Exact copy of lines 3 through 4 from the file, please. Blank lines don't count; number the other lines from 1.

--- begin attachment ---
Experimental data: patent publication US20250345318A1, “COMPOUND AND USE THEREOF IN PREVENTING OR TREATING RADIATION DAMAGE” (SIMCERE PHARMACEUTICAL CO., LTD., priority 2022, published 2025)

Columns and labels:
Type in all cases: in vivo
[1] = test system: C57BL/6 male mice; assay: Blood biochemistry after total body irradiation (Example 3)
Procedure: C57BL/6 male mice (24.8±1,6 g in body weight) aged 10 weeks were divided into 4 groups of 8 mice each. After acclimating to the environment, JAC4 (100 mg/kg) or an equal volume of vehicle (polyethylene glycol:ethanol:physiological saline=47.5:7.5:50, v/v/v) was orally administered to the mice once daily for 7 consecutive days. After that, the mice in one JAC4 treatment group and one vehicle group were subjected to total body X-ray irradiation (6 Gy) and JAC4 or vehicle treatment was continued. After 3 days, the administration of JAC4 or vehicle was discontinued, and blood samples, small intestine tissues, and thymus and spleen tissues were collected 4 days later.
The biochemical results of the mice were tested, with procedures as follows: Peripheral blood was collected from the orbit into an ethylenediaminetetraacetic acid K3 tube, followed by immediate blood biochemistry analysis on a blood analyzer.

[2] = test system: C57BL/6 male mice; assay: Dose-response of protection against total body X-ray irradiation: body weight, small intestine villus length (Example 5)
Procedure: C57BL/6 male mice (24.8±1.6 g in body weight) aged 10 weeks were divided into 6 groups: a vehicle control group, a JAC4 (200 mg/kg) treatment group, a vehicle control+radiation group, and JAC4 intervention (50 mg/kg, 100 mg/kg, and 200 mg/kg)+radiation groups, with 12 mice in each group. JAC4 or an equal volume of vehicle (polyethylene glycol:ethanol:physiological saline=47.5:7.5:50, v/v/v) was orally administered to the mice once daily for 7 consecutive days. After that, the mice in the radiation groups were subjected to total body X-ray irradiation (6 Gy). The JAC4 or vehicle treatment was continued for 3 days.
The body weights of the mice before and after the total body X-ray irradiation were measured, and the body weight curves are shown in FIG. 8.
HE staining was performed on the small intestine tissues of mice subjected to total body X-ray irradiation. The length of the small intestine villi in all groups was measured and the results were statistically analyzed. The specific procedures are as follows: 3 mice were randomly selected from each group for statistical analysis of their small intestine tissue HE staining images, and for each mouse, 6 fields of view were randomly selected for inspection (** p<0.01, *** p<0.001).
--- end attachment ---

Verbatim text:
Type in all cases: in vivo
[1] = test system: C57BL/6 male mice; assay: Blood biochemistry after total body irradiation (Example 3)